Northwest Missourian Opinion

America, specifically the Republican Party, is going through a political shift, and Missouri Sen. Roy Blunt is a part of it. This change in the Republican Party will mirror the tea party movement of 2010, a movement that harmed the political discord.

The tea party movement over the Republican Party officially started in 2009. The tea party is a further-right political group that focuses on small government, advocating for little direct involvement in the economy. This is called laissez-faire economics. The tea party movement started to pick up speed after the passing of the Affordable Care Act. The tea party was an aggressive and obstructive group that blocked anything on former President Barack Obama’s objectives, according to Harvard Scholar.

Blunt will have served a total of 26 years in Congress when he finishes his term in 2022 and is one of a few members of Congress to serve in high-ranking positions in both the House and Senate. He has voted nearly 12,000 times, according to the New York Times. Despite all of his experience, he said he feels his time in national politics is over, and his reasoning is due to the new tea party movement.

Blunt is not the only member of the Senate who will not defend their seat in 2022. Four other Republican members of the Senate have publicly stated they will not seek reelection, and two others have not commented on if they will run or not.

Blunt is one of the members of the Senate that did put some blame on former President Donald Trump for the Capitol riots that occurred Jan. 6.  

“When you start inviting people to Washington to march on the Capitol, you better know that there are potential consequences of that that you would never be for,” Blunt said, according to The Hill.

This puts him in a bad position with part of his base and others in the party as they have been vocal in their support for Trump to this day, no matter what reality is or what he says.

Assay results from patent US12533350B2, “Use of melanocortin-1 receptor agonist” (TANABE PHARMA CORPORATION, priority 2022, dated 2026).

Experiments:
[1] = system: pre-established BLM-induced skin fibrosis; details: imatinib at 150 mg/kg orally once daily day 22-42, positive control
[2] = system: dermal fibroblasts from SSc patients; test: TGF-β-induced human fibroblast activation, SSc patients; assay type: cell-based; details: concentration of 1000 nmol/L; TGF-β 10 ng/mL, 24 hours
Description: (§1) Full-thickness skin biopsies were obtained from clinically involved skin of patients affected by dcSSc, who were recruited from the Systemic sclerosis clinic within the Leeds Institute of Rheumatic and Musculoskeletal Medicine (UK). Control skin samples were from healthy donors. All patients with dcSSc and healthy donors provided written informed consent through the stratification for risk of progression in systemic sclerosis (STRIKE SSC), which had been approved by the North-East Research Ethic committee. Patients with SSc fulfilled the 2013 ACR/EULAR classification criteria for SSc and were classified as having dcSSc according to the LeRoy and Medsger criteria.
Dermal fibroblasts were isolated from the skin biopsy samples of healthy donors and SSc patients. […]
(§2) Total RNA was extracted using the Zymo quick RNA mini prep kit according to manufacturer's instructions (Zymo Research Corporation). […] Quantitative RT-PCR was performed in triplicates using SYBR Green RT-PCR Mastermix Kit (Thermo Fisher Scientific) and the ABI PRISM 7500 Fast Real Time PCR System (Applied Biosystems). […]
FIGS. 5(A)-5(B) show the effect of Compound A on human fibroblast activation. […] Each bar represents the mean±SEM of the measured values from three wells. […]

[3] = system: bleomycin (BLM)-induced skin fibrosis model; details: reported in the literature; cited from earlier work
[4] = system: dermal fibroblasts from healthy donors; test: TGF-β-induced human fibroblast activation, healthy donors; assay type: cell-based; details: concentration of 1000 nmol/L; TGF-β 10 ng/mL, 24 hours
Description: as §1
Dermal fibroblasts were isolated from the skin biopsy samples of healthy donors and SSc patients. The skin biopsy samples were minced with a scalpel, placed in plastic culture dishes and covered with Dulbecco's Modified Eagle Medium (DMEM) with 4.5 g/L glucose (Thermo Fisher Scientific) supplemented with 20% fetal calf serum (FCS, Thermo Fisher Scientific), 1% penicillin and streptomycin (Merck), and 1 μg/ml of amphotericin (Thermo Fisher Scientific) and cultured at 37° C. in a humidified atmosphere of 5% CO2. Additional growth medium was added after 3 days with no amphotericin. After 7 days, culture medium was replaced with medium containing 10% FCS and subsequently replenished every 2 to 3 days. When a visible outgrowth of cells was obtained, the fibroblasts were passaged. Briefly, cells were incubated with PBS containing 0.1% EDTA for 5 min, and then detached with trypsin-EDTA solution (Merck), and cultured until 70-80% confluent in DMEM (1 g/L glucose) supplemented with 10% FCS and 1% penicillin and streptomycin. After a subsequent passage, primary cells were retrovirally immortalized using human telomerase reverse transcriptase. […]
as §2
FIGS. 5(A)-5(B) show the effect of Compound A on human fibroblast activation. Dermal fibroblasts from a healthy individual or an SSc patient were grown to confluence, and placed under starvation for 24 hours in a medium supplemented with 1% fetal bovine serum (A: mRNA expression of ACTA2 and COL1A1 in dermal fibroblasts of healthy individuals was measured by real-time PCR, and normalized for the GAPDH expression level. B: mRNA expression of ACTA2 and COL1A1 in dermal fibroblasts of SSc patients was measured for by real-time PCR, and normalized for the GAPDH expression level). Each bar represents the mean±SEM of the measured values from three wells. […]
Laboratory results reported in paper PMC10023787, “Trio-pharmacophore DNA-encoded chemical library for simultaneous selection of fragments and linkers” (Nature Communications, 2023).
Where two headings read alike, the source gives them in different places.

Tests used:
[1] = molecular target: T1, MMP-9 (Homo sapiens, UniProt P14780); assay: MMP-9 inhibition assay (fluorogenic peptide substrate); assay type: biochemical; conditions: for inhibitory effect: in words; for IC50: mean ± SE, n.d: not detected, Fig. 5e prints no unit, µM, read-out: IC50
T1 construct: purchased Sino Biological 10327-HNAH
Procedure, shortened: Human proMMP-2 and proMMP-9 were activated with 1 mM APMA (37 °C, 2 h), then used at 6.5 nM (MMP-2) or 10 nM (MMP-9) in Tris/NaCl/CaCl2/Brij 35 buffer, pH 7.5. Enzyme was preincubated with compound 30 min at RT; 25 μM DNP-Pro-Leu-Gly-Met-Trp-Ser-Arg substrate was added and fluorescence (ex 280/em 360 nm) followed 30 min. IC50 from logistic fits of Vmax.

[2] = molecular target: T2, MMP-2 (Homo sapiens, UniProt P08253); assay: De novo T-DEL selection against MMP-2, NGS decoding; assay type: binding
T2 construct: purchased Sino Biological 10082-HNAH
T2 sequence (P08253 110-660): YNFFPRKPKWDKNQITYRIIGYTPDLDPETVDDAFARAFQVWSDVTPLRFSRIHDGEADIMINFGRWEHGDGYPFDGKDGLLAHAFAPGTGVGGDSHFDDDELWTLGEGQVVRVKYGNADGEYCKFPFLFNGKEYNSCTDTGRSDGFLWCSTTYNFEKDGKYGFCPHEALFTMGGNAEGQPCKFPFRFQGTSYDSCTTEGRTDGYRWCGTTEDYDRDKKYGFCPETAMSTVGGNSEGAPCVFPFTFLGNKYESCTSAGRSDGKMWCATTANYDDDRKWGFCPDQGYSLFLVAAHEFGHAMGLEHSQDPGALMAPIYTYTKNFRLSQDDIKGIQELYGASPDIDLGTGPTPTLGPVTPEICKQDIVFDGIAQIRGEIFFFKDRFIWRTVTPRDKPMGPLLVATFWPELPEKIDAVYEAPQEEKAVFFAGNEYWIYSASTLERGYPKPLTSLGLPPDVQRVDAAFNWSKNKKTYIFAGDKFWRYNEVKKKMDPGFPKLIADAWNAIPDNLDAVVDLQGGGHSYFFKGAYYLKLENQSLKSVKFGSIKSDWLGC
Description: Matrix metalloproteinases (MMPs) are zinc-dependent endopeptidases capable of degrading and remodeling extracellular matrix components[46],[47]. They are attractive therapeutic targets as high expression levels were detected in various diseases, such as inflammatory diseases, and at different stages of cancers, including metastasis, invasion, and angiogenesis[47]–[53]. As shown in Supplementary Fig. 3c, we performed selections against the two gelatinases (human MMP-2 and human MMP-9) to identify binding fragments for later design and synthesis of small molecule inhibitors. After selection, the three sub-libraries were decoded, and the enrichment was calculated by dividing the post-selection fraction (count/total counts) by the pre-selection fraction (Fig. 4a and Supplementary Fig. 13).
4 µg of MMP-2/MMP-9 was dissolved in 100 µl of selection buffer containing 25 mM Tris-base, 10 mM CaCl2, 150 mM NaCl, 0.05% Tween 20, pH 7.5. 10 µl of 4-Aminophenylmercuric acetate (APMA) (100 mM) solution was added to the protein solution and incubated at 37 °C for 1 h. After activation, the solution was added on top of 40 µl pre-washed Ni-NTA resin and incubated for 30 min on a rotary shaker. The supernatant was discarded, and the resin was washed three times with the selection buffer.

Blunt and the other senators' decision not to defend their seats opens the door for a more right-wing Republican Party to take the reigns. Instead of focusing on laissez-faire economics like the tea party movement did, however, it will focus on the culture war. Specifically anything that involves “cancel culture.” 

Cancel war takes different forms. For example, over the past couple of weeks “cancel culture” has dominated the public discourse. Just to name a couple, the Dr. Seuss Enterprise decided it will no longer print books that have racist pictures. Warner Brothers has decided not to put the controversial character Pepe Le Pew in “Space Jam: A New Legacy.” 

Even though Blunt agrees with the Republican Party on policy, this shift toward a culture-war-focused agenda rather than policy is not what Blunt signed up for. His solution, as well as the others, is to throw in the towel and let the new wave of the party take over, the party of the culture war. This will have a negative impact as political conversations will drive further away from policy-driven discussion to conversations about cartoons and Hollywood movies.

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